So sue me: I’ve covered more than my fair share of public restrooms on this blog. To the best of my recollection, I’ve only featured the restrooms themselves; not the patrons. If there were ever a hint of another person lurking within the frame captured by my camera’s lens, I’d be a total creeper. But these restroom pics are free of humans and will remain so. Besides, at least half the time, it’s the doorways that are the source of interest and amusement. Restaurants and hotels in particular like to get creative with their door decorations as well as creative diction for capturing “males” and “females”. That’s precisely the case with this eatery, but it’s not about the language used; it’s how the Asian imagery signifies the culture that the establishment apparently embraces.
So it’s the women’s restroom; that much is obvious. For those who can’t grasp the subtlety of a female depiction on the door to a women’s restroom, a more conventional sign is barely visible on the upper-right corner of the photo. Needless to say, the male counterpart has a bloke on the door.
Each restroom features a painting of what I can only guess represents 19th century Asian art. Not being remotely an expert on the subject, and the newish “Look Up” feature on my iPhone totally drawing a blank, I must speculate what the imagery evokes. It might be a cheap imitation or a mishmash of styles, so I’m not going to waste my time diving too deeply. Most people who see such signage can at least draw the conclusion that it is Asian, since these sort of tableaus are common in Chinese and Japanese restaurants.
But pivoting away from the two restroom doors reveals something else.
The corrugated tin wall doesn’t exactly suggest the Meiji era. But then, of course, neither does the painting of a fisherman with wide-rimmed hat, and his bait-and-tackle box floating beside his left elbow. Yet that image may really be more in keeping with the spirit of the restaurant. Stepping back a few more feet, the hall leading to the restroom entrance continues the nautical spirit, but not one that seems particularly Asian.
The name is partly cut off (which I had to do to avoid getting some people within the photo’s frame), but it’s there at the back of the hall. This is a location of Hook and Reel, a Cajun seafood place best known for delivering large volumes of boiled seafood with the signature spice. (And, of course, the preferred Cajun sides of corn on the cob, potatoes, and maybe some Andouille sausage.) The restaurant probably warrants little further explanation; it’s not that obscure. Quite common in the Mid Atlantic states, it stretches up to New England, continues across the South and is fairly common in Texas, and has even ventured into some pescaphobic territory like much of the Midwest.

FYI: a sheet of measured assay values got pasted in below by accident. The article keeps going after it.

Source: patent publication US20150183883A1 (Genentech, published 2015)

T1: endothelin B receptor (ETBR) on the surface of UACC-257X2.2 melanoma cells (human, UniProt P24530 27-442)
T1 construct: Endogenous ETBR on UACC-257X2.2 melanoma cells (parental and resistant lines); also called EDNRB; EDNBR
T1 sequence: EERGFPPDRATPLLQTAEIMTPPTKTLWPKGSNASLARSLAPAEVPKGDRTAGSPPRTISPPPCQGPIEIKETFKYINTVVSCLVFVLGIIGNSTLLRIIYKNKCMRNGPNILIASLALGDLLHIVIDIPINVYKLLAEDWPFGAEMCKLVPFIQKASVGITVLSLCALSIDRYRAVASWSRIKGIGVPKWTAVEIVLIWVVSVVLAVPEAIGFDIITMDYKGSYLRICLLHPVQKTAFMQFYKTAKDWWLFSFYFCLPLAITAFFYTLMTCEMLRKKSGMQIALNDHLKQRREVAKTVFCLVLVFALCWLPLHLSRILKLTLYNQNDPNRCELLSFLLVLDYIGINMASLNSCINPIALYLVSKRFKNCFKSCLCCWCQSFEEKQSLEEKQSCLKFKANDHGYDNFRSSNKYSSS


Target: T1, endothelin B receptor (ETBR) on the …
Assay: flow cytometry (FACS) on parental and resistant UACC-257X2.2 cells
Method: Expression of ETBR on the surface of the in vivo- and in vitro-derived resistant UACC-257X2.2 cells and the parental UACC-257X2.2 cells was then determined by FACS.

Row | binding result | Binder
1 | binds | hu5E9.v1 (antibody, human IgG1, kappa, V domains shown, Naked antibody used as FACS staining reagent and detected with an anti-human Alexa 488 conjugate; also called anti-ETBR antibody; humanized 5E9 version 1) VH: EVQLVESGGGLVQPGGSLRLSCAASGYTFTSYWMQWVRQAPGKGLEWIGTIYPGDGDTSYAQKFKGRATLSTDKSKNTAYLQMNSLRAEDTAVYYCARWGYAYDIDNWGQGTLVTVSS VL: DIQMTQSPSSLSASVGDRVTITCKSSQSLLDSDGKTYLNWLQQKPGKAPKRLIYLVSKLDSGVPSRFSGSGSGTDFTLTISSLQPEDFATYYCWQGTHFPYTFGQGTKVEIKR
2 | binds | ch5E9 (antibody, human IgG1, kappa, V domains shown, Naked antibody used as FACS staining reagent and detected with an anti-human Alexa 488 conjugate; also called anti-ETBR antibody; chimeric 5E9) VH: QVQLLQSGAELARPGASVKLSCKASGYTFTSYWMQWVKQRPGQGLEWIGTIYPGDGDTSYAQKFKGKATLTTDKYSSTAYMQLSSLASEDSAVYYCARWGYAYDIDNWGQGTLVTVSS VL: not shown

Hook and Reel appears to be an emergent chain. And in this particular location, they use Asian imagery to decorate their restrooms. Or did they? The location sits in the growing, mid-sized Woodmore Towne Centre, in suburban Prince George’s County, about four miles from the Washington DC boundary. The Towne Centre, anchored by a Wegman’s, Best Buy, Nordstrom Rack, and Costco, opened in 2010. Hook and Reel isn’t new; archived photos suggest that this location opened in 2016. But there can be no question that some sort of Asian restaurant preceded it, and the new tenants decided not to change out the Asian imagery on the restroom doors.
Nothing deep or problematic about this decision; it rates about a 3 out of 10 on the amuse-o-meter. Ethnic eateries routinely deploy this tactic: a Mexican restaurant might have a gaucho on the door for caballeros and a colorful huipil for the damas. But, aside from a shared affection for seafood, there’s little about Cajun culture that evokes Japan. I will concede that South Louisiana has a higher-than-average contingent of Vietnamese refugees and their descendants, but I really don’t think that’s the message this Asian imagery is trying to convey. Either the owners of Hook and Reel got lazy, or they just liked the art enough. Either way, it reveals that the evocation of culture was less important to the owners than the male/female binary. But, when it comes to an establishment that offers restroom stalls (instead of single-use options), that usually is the case, isn’t it?